The segment below serves to further illustrate the midfield’s behaviour. In this instance, the players are once again occupying different positions while still maintaining a similar organisation. Benítez begins deeper with the ball and finds Juninho, advanced in between the lines. After playing the pass, Benítez moves to receive it back from Juninho.
After receiving it back, Benítez plays another vertical pass, this time to Matheusinho. Matheusinho is the right winger, but in this case, he has drifted far into the central channels. Matheusinho plays Juninho, who finds a lob to Benítez in the box. The fluid movement of the midfield in this segment, both from their initial position to how the play develops, serves to illustrate a key pattern in their progression.
In fact, the midfielders are very aggressive in their positioning. Especially Benítez, they can make runs into the channels and create overloads against the opposition’s backline. In the example below, Benítez makes a run from the midfield into the final third behind the backline.
In this specific case, the winger remains in the wide channel while the central midfielder pushes up into the half-space. This is specific to how this play has developed. At other times, they can come inside to the half-spaces while the fullbacks occupy the wide channels, or vice-versa. The development of the organisation is very spontaneous; however, it is guided by some clear ideas.
Continuing with the wide dynamics, we can observe more in-depth the behaviour of the wide players. While América initially resort to maximum width, as identified earlier, they also use minimum width, with the wide player coming just into the half-space.
In the instance below, the typical line of five attackers is there, with the two wingers, the two central midfielders, and the centre-forward. However, the wingers are significantly more narrow, with Azevedo even making a run into the central channel. This run occupies the right-back, and once Alê finds Aloísio, he is able to instantly play Benítez free in front of the goal.
The wingers making inverted runs into the central channels is actually very common in Mancini’s tactics. Below, right-back Arthur is in the half-space, and he plays a cross for Azevedo making a run into the box. The wide players, as identified below, frequently come inside from an initial wide position to overload the central areas.
However, it is relative, as is everything in Mancini’s tactics. There are multiple alternatives to progression, all building on the initial organisation. While at times the wide players can come inside to create minimum width, they can also hug the touchline to stretch the defensive lines.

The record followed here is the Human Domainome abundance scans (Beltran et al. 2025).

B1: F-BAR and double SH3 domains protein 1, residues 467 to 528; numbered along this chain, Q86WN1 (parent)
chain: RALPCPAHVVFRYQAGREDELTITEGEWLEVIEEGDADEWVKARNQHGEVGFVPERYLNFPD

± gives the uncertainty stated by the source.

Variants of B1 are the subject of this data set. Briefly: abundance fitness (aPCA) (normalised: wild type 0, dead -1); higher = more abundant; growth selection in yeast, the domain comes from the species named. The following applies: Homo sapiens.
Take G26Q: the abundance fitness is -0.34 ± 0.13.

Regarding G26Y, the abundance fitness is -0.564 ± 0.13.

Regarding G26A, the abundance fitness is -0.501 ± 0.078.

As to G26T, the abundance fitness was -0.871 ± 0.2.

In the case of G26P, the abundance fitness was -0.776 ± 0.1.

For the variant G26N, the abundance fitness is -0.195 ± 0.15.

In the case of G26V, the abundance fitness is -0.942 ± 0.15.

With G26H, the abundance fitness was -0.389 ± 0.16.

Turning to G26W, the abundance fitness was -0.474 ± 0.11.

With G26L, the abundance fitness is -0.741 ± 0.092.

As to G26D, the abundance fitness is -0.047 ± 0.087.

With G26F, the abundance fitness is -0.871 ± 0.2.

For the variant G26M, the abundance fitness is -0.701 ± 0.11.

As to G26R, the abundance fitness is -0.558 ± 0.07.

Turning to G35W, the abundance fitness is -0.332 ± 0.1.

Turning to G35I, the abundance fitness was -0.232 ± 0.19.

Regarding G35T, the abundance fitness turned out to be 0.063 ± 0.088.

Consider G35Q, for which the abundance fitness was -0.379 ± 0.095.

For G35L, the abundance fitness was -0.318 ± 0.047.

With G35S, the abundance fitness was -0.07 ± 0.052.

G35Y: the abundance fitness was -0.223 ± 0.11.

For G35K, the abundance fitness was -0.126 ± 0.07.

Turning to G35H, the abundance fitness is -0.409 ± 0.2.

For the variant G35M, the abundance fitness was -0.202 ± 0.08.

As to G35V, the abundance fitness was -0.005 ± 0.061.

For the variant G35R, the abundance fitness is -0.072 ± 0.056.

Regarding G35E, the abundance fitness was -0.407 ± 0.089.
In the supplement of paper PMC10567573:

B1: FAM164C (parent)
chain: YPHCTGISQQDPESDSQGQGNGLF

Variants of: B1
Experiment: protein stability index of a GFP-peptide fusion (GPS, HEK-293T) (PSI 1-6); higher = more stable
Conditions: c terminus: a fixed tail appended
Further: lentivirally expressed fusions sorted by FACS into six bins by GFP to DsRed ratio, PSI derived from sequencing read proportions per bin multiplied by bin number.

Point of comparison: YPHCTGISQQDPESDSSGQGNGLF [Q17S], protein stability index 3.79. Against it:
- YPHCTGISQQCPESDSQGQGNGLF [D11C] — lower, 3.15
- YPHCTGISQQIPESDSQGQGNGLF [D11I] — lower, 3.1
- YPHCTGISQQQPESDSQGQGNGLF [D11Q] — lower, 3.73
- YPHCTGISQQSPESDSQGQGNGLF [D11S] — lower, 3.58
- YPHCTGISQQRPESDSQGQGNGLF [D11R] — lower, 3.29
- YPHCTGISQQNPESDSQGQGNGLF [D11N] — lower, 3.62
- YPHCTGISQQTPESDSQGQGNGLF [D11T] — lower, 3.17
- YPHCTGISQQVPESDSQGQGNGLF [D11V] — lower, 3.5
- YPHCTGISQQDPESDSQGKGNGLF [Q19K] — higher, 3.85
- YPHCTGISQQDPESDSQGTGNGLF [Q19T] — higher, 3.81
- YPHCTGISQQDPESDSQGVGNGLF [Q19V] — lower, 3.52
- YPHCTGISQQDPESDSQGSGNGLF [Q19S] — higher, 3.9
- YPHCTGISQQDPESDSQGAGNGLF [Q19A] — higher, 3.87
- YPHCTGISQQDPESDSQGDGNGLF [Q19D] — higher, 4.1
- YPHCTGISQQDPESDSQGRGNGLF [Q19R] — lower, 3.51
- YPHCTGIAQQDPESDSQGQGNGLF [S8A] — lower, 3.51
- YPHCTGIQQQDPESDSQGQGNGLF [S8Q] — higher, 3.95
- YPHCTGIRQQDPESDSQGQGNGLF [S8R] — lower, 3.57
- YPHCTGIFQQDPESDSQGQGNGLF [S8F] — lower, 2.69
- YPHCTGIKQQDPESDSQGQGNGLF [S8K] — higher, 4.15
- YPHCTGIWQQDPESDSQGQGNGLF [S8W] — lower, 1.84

In the example below, Matheusinho is holding maximum width on the right while Arthur provides support in a more central lane. With Arthur coming up, he and Benítez create a 2v1 against Santa Cruz’s defender. Benítez makes a run in behind to drag the defender and create space for Arthur to receive the ball.
Mancini’s tactics in possession are very well-developed. Starting from an initial 4-3-3 organisation with clear structural tendencies, América have numerous methods of progression. These various alternatives highlight the fluid and flexible nature of their attack, which is guided by clear principles and ideas.
Hiding the third man
Defensively, América are aggressive and disciplined. With so many dangerous teams in the Brazilian elite, it is unlike for clubs with less investment to be so aggressive. Nonetheless, Mancini has constructed an extremely organised and disciplined defensive system. With a PPDA of 7.84 and 0.86 goals conceded per 90 this year, it is proving rather effective.
Against most sides, América look to press high with a very aggressive organisation. We can use their press against Peñarol to illustrate their organisation. In the midfield, Mancini’s trio man-marked Peñarol’s midfielders. Leading the line, centre-forward Gonzalo Mastriani began on the right while left-winger Everaldo came forward. This allowed them to go 2v2 against the centre-backs.
Everaldo looked to press the centre-back from a wide angle, blocking the passing lane to the fullback. This was an attempt to ‘hide’ the opposition’s extra man. Obviously, the possibility of playing it in the air to the fullback was still there.
Peñarol tried this, but going aerially allowed Marlon, the left-back, the time to push up and challenge the ball. This meant Marlon left his respective winger alone, so the nearest centre-back stepped up to cover.
Looking to leave an extra man to cover in the backline, América naturally have a man down in their press. They looked to hide this with Everaldo’s pressing angle, and when Peñarol tried to overcome this, a domino effect in América’s backline began. It is certainly a riskier approach, but Mancini’s men are extremely disciplined and coordinated in their defensive behaviour.
In a mid-block, Benítez tends to jump forward to pressure the centre-back at times. This forms a 4-2-4 shape and leaves them outnumbered in the midfield. Consequently, it is done only in specific scenarios and with cover from the centre-backs to pick up the extra man should he be found.
Otherwise, their mid-block is organised in a compact 4-5-1 organisation. Moving as a unit allows for the wingers to protect the central areas and eliminate passing lanes for the opposition to progress. Additionally, with a line of five, they are quick to create numerical superiority on the ball and congest the playing area.
This can be seen more significantly in the wide areas, like in the example below. As Peñarol try to progress through the left side, Matheusinho and Arthur provide immediate protection. Juninho is able to join them, while Alê and Éder provide cover. This creates a 5v3 in the wide channels and effectively protects the opposition from advancing into their own third.
Vagner Mancini is building an extremely organised project with América Mineiro, slowly taking them to the top of Brazil’s food chain. Only reaching promotion to the first division two seasons ago, the Coelho are now comfortably settled in the Série A with some exciting performances in continental tournaments.
They are off to a fantastic start in 2023, but it will be interesting to follow América’s progression in this year’s Série A.